Football governors tackled by heads

2nd June 1995 at 01:00
More than half the workload in one union regional office is caused by disputes between heads and governing bodies, delegates at the National Association of Head Teachers were told at their annual conference this week in Harrogate.

The growth in the number of disputes with governing bodies is causing alarm, with the union reporting an increase in the number of heads who are under suspension.

David Hart, general secretary of NAHT, said heads were being suspended because they did not see eye-to-eye with their governing bodies and because inspections were creating a "football-manager syndrome", where the head has to carry the can for poor reports and low league-table placings.

Ian Bruce, vice chair of the union's south-west confederation, said it would be foolish to attribute bad relations solely to governors, but in some cases they were stepping over the mark: "We do not find it acceptable for a head to return to the office to find governors who have gone through files and then who make comments about the headteacher's efficiency."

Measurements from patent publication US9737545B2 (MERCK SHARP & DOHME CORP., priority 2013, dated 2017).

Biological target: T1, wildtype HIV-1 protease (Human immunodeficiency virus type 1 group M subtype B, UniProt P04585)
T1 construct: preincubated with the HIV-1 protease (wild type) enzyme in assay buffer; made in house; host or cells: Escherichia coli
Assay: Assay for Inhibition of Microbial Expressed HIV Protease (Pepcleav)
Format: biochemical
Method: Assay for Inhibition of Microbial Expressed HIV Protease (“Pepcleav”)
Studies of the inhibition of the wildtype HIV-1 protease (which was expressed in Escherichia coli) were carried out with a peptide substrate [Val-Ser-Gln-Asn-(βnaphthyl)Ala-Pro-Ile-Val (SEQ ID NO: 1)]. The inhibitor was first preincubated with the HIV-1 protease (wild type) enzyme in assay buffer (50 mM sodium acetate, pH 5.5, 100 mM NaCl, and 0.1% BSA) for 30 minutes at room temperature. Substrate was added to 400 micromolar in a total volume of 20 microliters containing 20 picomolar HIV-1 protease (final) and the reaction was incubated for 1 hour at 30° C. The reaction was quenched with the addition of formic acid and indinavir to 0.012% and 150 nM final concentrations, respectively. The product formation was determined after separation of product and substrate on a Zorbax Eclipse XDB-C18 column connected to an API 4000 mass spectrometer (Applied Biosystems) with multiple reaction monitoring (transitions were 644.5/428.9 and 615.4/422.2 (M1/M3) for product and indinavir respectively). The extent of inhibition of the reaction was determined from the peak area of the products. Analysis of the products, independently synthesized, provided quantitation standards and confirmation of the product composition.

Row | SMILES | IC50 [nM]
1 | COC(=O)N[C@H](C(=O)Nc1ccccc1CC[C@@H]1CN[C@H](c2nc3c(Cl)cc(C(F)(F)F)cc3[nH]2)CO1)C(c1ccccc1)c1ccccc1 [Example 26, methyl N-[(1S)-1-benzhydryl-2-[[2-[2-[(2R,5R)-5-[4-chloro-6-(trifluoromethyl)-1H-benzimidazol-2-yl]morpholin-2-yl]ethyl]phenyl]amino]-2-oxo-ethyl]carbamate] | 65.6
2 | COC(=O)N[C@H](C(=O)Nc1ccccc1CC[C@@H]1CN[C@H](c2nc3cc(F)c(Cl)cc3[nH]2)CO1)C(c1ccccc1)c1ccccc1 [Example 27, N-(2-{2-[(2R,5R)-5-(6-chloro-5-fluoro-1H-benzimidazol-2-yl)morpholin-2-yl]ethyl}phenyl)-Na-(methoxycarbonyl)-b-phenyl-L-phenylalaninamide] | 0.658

He said that governors should leave the day-to-day running of schools to the head, but those who are happy to take the lead from the head when things were going well should not then disassociate themselves when things go wrong.

David Grey, the south-west region's branch secretary, said that governors, parents and teachers should be allies. But heads as professionals should be at the helm. It was the Government, he said, which wanted more lay people involved in schools. Therefore the Government should ensure they are trained.

Delegates complained that some governors liked the power, but walked away from responsibility, others were ignorant of the teachers' pay and conditions document.

The union's recently published draft code of practice says governors should always make an appointment before they visit schools and should see the head before they leave. Heads should be able to attend all governing body meetings, provided they are not the subject of disciplinary action.

Walter Ulrich, spokesman for the National Association of Governors and Managers, opposed a code of conduct. He said only a few governors were trying to do things sensibly left to heads. "Governors are not just heads' supporters clubs. In many cases they do not do all their tasks and the head moves into the vacuum. But where they do take on their full role, they find the head does not like it," he said.

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